Even after learning that the circus is more acrobatic than animal, my expectations turned out to be too low. I expected spectacular feats, to be sure, but I expected acrobatics, and that was it—maybe I’m just revealing that I’ve never seen a Cirque du Soleil show, but it didn’t occur to me that there was more to it than acrobatics. This was so much more than acrobatics. This was drama, set to music, accompanied by the creation of original paintings, and telling the stories both of one woman and of a nation.
The show started with an old woman hobbling out onto the stage. She was bundled up against the incessant chill that her old bones probably felt on the warmest of days, wearing glasses, and carrying a book that she obviously treated with great love and respect. As she sat down to read, however, she fell asleep … and the story began.
Several young men ran onto the stage, and with loving tenderness, they began to rewind the clock. Away went the book. Off came the glasses, then the scarf. With each article that she no longer needed, the woman straightened, became more energetic … became younger, until at last there was a young girl sitting there. The girl hopped off the stool and started playing with her friends, at least until the teacher came in and forced them back to work.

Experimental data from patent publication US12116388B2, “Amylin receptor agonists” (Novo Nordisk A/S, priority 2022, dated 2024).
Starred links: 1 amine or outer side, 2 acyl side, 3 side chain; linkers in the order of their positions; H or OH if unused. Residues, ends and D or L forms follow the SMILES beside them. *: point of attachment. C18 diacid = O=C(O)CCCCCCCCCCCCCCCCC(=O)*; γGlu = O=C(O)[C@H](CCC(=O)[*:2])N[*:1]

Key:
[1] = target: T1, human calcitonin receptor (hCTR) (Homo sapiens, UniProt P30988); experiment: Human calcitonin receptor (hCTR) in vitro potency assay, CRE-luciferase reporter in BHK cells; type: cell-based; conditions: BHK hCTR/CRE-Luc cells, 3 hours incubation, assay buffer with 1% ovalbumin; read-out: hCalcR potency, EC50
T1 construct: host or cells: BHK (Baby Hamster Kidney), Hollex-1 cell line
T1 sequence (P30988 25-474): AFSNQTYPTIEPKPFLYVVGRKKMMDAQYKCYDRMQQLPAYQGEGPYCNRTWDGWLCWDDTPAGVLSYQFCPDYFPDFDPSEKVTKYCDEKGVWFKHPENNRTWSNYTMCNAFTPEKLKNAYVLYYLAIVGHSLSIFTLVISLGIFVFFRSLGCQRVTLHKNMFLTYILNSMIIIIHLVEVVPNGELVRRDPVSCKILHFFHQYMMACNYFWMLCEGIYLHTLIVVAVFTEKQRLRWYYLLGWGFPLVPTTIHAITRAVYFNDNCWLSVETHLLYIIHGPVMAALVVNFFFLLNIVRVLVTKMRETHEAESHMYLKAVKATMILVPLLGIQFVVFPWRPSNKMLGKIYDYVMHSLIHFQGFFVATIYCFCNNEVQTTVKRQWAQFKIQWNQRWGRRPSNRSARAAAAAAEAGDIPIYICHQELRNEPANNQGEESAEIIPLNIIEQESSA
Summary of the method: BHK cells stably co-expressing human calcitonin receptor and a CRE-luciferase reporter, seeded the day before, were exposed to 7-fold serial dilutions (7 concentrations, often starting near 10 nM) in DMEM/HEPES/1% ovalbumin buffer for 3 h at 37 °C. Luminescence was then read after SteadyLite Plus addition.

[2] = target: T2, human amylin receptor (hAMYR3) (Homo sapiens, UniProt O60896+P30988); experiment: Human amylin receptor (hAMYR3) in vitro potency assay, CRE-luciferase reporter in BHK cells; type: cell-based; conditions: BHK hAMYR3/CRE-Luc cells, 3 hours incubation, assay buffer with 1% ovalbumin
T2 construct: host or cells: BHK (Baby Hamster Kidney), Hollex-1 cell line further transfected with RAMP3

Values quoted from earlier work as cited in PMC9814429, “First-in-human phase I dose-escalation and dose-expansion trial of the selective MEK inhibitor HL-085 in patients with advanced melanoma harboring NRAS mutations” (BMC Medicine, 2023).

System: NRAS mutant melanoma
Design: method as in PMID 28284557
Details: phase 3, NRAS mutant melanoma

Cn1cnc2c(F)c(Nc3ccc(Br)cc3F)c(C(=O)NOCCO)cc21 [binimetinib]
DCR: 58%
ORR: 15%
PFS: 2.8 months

Meanwhile, off to the side, an artist unobtrusively painted a serene Buddhist monk, in his bright saffron robes, on a previously blank canvas.
The show continued with snippets of the girl’s life. We watched her grow into a young woman, start dating, have children, become a teacher—each phase marked by exuberant, awe-inspiring feats of balance and agility by both the girl and those around her. Along the way, we saw a night when she was tormented by demons—a night when she almost died, and the serene monk was covered over with black and spattered with red. A night when her country was ransacked and her life was endangered by the Khmer Rouge.
We also saw the dawn, when the young woman rose from her bed, triumphant merely because she still breathed. On canvas, we saw a tranquil farm on a dirt road—and we saw a city rise in the background, the brown dirt road transform into the black of asphalt, and street lights appear. We saw peace and hope return to the country, and to her life.
Eventually, we saw the young woman grow old. We saw her grow bent and frail. And we saw the tenderness with which her sons treated her as she released her cares and her frailties and passed on from this life.
We saw this woman’s life story. We laughed at her childhood antics, we feared for her life, we rejoiced with her when she fell in love. We shared her pride as she watched her children (or maybe her students) grow and develop and fulfill their potential. We felt a quiet sadness at her passing, and yet recognized her satisfaction at a life well lived.
All of this without a word.
That was Phare Ponleu Selpak.
*None of my pictures turned out very well. Even in the art gallery, which was well lighted, the rafters were a bit dark. And during the performance itself, of course it was dark, and flash photography was not allowed because it could distract the performers. The combination of low light and quick motion meant that these photos by far are not the best pictures I’ve ever taken.